student leadership

Student Leadership in Diversity, Equity, and Inclusion


by Abby Asmuth ’22

"[It] is very beneficial to know that there are other people experiencing something similar to you, and that they are there for you.” —Hunter ’22 

Student leadership and student-run organizations have always been an integral part of the MCDS high school experience. From Amnesty International to Creative Writing Club, students have successfully started and run a variety of groups. As staff and faculty emphasized diversity, equity, and inclusion (DEI) training this past year, high school students worked to make MCDS a more inclusive place. Sturgeon ’23 founded the student organization Social Activism and Awareness (SAA), while Hunter ’22 started the Students of Color Affinity Group (SOCAG). Sturgeon is passionate about a variety of social causes: “I've always wanted there to be an opportunity like this for MCDS to spread our love, dedication, and hard work to help the greater community.” With help of faculty advisor Mr. Holdman, he started SAA at the beginning of the 2020-21 school year. He quickly established a schedule and organization for the club. “We meet during lunch over Zoom two to three times a week, which sounds like a tough commitment,” Sturgeon says, “but really since we're a bunch of great friends working together to make the world a better place, it's always a fantastic time!”

The group focuses on addressing a variety of important social and political issues through social media, events, and projects. “As far as spreading awareness goes, our club Instagram account, @saamcds, posted weekly informational posts throughout Black History Month and Women's History Month to highlight some of the lesser known activists from these important movements,” Sturgeon says. The club also created incentives for high schoolers to vote in the 2020 election and to help collect litter on Earth Day. Additionally, the club worked to educate middle and high school students about the Day of Silence—which calls attention to the discrimination faced by LGBTQ+ youth—and to create gender-neutral bathrooms in the high school.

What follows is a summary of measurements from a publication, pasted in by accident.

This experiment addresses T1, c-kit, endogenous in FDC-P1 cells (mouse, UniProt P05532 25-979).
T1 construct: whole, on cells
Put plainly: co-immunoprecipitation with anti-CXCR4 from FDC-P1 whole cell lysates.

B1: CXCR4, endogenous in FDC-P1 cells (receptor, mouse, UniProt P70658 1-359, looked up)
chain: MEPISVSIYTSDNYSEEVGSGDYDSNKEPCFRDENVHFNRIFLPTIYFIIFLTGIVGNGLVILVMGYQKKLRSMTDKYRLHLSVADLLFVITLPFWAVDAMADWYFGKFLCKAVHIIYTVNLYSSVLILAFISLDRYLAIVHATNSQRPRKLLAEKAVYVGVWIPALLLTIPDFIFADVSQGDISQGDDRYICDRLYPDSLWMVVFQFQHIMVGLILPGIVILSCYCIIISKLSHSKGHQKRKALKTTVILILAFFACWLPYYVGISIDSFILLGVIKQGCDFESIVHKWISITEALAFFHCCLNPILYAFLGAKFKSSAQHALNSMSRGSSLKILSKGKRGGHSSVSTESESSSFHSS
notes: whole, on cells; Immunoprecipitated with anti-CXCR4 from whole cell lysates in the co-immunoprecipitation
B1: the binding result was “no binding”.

Sturgeon is eager for the club to expand in the future. “I would love to see SAA grow in numbers and in influence of the greater community,” Sturgeon says. “There are an endless number of topics we would love to work on, and we are never finished dealing with a single social issue, so we've certainly got our work cut out for us!”

Meanwhile, Hunter has focused her efforts on connecting students of color. Last fall, she attended the NAIS Student Diversity Leadership Conference, which inspired her to start the high school Students of Color Affinity Group. “The conference was an opportunity to explore your identity relative to diversity, to learn to be a proponent of diversity, and to hear from other students at independent schools,” Hunter explains. “From the people I met, I heard about their affinity groups for students of color. Since the students of color at MCDS were fairly disconnected before, I thought this would be a good way to bring us together and build community.”

After the conference, Hunter met with Mr. Locke, head of high school, to discuss how to apply what she learned to MCDS. She gave her idea for the SOCAG, and Mr. Locke gave his support. From there, she recruited Sara ’22 and Ellie ’22 to help her run the group and enlisted Ms. Fleming to serve as faculty advisor. Once the team was built, they began discussing what they wanted the group to look like.

The SOCAG leadership designed the group to be a place for students of color to gather and share experiences. “The goal is to discuss our experiences at MCDS as people of color. While they may not always be negative experiences, they are definitely different from white students’,” Hunter says. “Having that space to discuss with other students is very beneficial—to know that there are other people experiencing something similar to you, and that they are there for you.”

Focusing on social discussion, rather than active change, was an intentional choice by the group’s leadership. “I think if we’re going to make change to the community, we should have all members of the community represented,” Hunter states. “Mostly, we just want SOCAG to be a place to bring students of color together and make them feel and know they’re not alone.”

Reflecting on MCDS’s DEI efforts as a whole, Hunter says, “I think the most that the MCDS community can do now is to talk about things—talk about issues related to race and diversity and to not be afraid to get into the difficult topics. I think there’s a lot of fear of being labeled as a bad person for doing something wrong. But understanding that that’s the learning curve, and if we don’t take time to make those mistakes, call out those mistakes, and work together, we won’t become a better community.”